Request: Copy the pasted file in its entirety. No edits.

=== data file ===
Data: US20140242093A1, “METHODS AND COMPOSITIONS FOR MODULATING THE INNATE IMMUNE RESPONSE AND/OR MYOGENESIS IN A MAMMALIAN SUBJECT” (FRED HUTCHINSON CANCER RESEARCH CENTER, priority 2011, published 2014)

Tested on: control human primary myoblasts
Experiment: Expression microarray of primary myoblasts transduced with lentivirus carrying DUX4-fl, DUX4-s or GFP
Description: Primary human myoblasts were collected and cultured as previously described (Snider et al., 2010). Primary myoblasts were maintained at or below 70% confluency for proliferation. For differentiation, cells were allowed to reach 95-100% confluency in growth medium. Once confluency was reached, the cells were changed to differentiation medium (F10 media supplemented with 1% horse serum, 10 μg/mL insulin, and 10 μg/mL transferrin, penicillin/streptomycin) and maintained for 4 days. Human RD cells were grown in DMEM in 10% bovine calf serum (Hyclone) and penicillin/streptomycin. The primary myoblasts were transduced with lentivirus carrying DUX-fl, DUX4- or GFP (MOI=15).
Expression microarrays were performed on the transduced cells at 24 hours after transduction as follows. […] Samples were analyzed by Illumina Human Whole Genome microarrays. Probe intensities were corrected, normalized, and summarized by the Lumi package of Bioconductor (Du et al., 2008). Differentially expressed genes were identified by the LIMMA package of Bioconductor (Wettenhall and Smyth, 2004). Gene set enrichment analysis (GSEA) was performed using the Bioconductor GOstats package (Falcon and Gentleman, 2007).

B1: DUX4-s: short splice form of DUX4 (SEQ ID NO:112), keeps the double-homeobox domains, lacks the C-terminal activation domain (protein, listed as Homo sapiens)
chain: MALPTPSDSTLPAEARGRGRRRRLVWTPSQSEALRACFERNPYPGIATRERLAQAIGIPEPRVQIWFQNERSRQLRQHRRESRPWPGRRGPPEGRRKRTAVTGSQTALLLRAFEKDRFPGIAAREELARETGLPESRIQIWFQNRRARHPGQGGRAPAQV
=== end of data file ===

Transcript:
Data: US20140242093A1, “METHODS AND COMPOSITIONS FOR MODULATING THE INNATE IMMUNE RESPONSE AND/OR MYOGENESIS IN A MAMMALIAN SUBJECT” (FRED HUTCHINSON CANCER RESEARCH CENTER, priority 2011, published 2014)

Tested on: control human primary myoblasts
Experiment: Expression microarray of primary myoblasts transduced with lentivirus carrying DUX4-fl, DUX4-s or GFP
Description: Primary human myoblasts were collected and cultured as previously described (Snider et al., 2010). Primary myoblasts were maintained at or below 70% confluency for proliferation. For differentiation, cells were allowed to reach 95-100% confluency in growth medium. Once confluency was reached, the cells were changed to differentiation medium (F10 media supplemented with 1% horse serum, 10 μg/mL insulin, and 10 μg/mL transferrin, penicillin/streptomycin) and maintained for 4 days. Human RD cells were grown in DMEM in 10% bovine calf serum (Hyclone) and penicillin/streptomycin. The primary myoblasts were transduced with lentivirus carrying DUX-fl, DUX4- or GFP (MOI=15).
Expression microarrays were performed on the transduced cells at 24 hours after transduction as follows. […] Samples were analyzed by Illumina Human Whole Genome microarrays. Probe intensities were corrected, normalized, and summarized by the Lumi package of Bioconductor (Du et al., 2008). Differentially expressed genes were identified by the LIMMA package of Bioconductor (Wettenhall and Smyth, 2004). Gene set enrichment analysis (GSEA) was performed using the Bioconductor GOstats package (Falcon and Gentleman, 2007).

B1: DUX4-s: short splice form of DUX4 (SEQ ID NO:112), keeps the double-homeobox domains, lacks the C-terminal activation domain (protein, listed as Homo sapiens)
chain: MALPTPSDSTLPAEARGRGRRRRLVWTPSQSEALRACFERNPYPGIATRERLAQAIGIPEPRVQIWFQNERSRQLRQHRRESRPWPGRRGPPEGRRKRTAVTGSQTALLLRAFEKDRFPGIAAREELARETGLPESRIQIWFQNRRARHPGQGGRAPAQV